"The administration has been working to develop a thorough understanding of the permit approval process to ensure all permits meet regulatory requirements. That accounts for what’s been happening for the past couple of months," she wrote.
The interruption has come five years after state lawmakers and former Gov. Jerry Brown put into place a series of new rules believed to be the strictest fracking regulations in the nation, if not the world. They include groundwater and seismic monitoring requirements, as well as rules on well casing intended to ensure the process does not pollute groundwater.
In mid-July, Newsom ordered the firing of State Oil and Gas Supervisor Ken Harris, a Brown-administration holdover who had run the Division of Oil, Gas and Geothermal Resources.
At the time, Newsom expressed two concerns about the way DOGGR was operating: an increase in fracking since January, which the governor said he had been unaware of, and revelations that senior agency officials owned stock in the oil companies they were regulating.
"The governor has long held concerns about fracking and its impacts on Californians and our environment, and knows that ultimately California and our global partners will need to transition away from oil and gas extraction," Newsom's chief of staff, Ann O'Leary, wrote in a letter ordering Harris' dismissal.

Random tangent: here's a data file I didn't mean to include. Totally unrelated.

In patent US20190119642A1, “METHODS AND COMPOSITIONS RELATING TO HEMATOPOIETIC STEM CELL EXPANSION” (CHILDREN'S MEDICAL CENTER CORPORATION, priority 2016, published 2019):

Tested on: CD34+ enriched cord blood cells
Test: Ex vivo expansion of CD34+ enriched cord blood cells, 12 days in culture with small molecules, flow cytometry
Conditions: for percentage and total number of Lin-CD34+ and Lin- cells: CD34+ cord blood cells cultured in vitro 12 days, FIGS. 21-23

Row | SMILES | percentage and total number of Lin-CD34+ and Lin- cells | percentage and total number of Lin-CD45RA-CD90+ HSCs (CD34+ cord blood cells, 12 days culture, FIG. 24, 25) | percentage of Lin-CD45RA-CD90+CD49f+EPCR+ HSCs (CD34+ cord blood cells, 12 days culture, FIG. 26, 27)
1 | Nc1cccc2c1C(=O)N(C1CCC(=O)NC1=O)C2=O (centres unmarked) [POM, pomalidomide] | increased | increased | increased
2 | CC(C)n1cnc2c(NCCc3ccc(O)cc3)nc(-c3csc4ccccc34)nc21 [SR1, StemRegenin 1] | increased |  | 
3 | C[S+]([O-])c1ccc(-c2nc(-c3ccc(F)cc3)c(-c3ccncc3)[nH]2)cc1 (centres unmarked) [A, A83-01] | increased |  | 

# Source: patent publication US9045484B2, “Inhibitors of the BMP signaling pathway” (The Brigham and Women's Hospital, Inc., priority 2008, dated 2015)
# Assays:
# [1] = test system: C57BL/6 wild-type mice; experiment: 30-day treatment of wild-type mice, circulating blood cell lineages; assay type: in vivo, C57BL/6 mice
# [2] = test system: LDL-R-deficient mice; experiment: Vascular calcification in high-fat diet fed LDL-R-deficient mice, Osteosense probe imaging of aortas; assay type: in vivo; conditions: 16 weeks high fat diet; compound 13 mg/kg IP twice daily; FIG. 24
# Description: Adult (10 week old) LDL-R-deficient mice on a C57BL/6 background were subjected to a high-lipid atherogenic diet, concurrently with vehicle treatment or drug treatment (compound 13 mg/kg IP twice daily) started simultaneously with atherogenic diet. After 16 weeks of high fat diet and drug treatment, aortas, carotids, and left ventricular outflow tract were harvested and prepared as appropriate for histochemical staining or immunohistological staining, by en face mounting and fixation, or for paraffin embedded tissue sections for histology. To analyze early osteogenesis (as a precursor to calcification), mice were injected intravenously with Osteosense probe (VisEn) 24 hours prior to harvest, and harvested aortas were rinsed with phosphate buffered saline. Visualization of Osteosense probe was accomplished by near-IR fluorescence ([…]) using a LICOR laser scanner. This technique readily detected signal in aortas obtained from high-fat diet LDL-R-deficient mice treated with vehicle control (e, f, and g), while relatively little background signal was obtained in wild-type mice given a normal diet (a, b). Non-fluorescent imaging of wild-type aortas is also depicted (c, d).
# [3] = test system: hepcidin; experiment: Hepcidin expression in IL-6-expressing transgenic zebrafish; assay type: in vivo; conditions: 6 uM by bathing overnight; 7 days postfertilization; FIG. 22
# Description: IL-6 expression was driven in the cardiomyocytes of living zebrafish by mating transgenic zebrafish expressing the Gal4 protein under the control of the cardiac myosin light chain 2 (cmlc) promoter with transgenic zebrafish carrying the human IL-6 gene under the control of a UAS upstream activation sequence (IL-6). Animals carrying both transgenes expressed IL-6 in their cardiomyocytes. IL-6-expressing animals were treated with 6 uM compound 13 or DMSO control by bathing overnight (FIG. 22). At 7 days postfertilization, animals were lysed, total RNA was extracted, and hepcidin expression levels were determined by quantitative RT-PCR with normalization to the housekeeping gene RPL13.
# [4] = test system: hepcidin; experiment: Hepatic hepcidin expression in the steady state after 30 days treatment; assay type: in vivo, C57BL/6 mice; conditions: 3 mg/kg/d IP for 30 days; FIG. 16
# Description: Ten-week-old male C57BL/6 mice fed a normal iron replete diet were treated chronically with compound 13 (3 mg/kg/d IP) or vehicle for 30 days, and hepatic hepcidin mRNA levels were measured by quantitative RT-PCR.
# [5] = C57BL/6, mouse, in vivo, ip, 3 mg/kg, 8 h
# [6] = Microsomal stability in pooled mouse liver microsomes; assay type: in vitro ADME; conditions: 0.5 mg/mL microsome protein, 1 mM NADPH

In a Sept. 6 interview with The Californian, Wade Crowfoot, secretary of the state Natural Resources Agency, said officials there had recently stepped back to understand how fracking permits are granted.
"That may have created some slowdown in permit approvals," Crowfoot said.
He said oil industry people he had spoken with about the slowdown expressed support for the agency's review, saying they wanted the permitting process to be above reproach.
One of the environmental groups whose research on DOGGR employees' stock holdings and permitting spike prompted Harris' dismissal applauded the halt to permitting.
"It might signal that the governor is serious about beginning the long overdue, just transition away from dirty fossil fuels toward a safer and healthier future,” Hollin Kretzmann, a lawyer for the Arizona-based Center for Biological Diversity, said by email.
Local oil producers generally see the permitting interruption more as an inconvenience than an impediment.